After losing their previous two duals, the going didn’t get any easier – or better – for Penn in Lincoln, who fell to eighth ranked Nebraska, 30-9.
It may be a new year, but Penn Wrestling’s performance at the Southern Scuffle was rather familiar as the squad achieved limited success up and down the lineup.
For Penn wrestling, the young season has featured significant turnover, tough matchups and injuries thus far. But while the Quakers (2-2) have not gotten off to an optimal start, that doesn’t mean Penn’s early matches can’t be valuable moving forward.
After losing to Penn in 2012, it was the Mountain Hawks (5-3) who flew out of the gate this time, taking the first five bouts en route to a 21-12 victory at the Palestra.
With an old rival coming to town, a fresh, young Penn wrestling squad will look to make a statement at the Palestra on Sunday.
For the first time in program history, the Quakers competed in the Grapple at the Garden tournament in Madison Square Garden. They pulled off a 29-9 victory over Boston, but fell to Bloomsburg, 21-16.
Penn wrestling earned a hard-fought 19-13 victory in its first dual of the year against a veteran Maryland squad in College Park on Friday night, and the team followed that performance up with a fourth-place effort at the 19th iteration of the Keystone Classic on Sunday at the Palestra.
Penn will take on a tough Maryland team for an early duel on Friday before hosting the 19th annual Keystone Classic on Sunday at the Palestra.
As Penn wrestling enters the 2013 offseason, the Quakers must prepare to lose two of their best senior grapplers: Mark Rappo (125 pounds) and Micah Burak (197).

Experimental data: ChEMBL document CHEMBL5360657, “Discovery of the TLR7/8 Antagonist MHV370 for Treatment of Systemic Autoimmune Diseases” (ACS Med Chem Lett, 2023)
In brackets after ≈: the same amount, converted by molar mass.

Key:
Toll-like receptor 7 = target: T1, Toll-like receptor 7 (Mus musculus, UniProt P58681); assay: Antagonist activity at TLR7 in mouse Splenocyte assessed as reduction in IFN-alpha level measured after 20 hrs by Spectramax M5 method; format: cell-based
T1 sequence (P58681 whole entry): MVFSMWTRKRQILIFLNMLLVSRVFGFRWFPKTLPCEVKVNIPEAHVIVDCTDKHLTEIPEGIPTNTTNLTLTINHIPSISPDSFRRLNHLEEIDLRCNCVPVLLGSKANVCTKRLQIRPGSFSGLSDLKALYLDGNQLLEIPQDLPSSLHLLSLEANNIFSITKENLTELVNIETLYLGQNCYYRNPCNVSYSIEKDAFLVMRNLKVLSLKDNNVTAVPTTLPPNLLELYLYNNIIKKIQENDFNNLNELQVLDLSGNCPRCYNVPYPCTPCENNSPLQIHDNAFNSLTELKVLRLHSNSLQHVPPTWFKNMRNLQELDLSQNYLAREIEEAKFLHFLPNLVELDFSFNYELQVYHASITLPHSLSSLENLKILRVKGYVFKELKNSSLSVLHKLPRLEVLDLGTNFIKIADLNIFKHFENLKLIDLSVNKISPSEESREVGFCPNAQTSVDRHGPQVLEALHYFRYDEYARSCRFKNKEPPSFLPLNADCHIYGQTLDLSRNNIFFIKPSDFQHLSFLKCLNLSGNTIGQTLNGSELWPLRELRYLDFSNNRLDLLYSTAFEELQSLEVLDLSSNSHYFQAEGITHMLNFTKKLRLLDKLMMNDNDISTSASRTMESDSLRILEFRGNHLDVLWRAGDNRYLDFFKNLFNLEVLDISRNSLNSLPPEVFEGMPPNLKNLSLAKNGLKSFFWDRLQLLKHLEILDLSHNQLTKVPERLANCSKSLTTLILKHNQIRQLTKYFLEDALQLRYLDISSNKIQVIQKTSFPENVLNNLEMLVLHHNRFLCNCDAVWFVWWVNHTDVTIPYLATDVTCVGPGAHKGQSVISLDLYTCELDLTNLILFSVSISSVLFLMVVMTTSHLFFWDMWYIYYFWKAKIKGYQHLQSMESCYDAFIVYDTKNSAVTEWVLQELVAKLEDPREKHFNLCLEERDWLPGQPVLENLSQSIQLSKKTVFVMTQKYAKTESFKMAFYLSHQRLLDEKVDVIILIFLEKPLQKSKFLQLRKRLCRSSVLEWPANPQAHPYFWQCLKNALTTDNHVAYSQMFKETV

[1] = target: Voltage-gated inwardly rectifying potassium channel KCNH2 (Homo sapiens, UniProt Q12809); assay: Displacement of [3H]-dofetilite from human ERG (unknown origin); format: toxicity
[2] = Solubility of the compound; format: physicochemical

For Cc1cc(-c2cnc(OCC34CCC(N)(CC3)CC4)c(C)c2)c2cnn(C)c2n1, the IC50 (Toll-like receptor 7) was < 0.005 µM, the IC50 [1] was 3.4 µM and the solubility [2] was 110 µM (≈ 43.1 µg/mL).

One year after senior Micah Burak finished seventh at 197 pounds to become Penn’s 26th All-American, the Quakers came back empty-handed from Des Moines, Iowa.
From Thursday to Saturday, the madness takes to the mat at the Wells Fargo Arena in Des Moines, Iowa, where six Penn wrestlers will battle for individual glory at the NCAA Division I Wrestling championships.
And for Penn senior Micah Burak, finally winning an Eastern Intercollegiate Wrestling Association (EIWA) Championship title in the 197-pound weightclass after being a runner-up three times in a row was definitely worth the wait.
The No. 23 Quakers dominated Princeton and Drexel in their final home meets.
The No. 23 Quakers (8-3, 3-1 Ivy) will compete Saturday against Princeton and Sunday against Drexel before moving on to postseason play. The team will celebrate Senior Day versus Princeton.
The No. 23 Quakers (8-3, 3-1 Ivy) came out swinging and eliminated any hope for a Lions (5-7, 1-2 Ivy) comeback, despite some struggles in the middle weights.
Even with the recent news of wrestling’s demise from the 2020 Olympic Games, the Penn wrestling team is pushing on bravely. The No. 23 Quakers travel to New York to face Columbia this weekend.
Wrestling head coach and former Olympian Rob Eiter reacts to the International Olympic Committee’s decision to drop wrestling from the Olympic program starting with the 2020 Games.
The Quakers put on a show Saturday against Ivy League foes Harvard and Brown. The Crimson (4-5, 1-2 Ivy) drove the No. 22 Red and Blue (7-3, 2-1) to the edge in many bouts, but the latter avenged last year’s 23-19 loss by winning eight out of 10 bouts to secure a 24-6 victory at the Palestra.
When Penn wrestling hosts Harvard at the Palestra Saturday, it won’t be an event for culinary enthusiasts. The reason why? Only one dish will be served that day – revenge.
Wrestling is as intense and mentally demanding a sport as there is. It is the ultimate test of strength, flexibility, conditioning and character.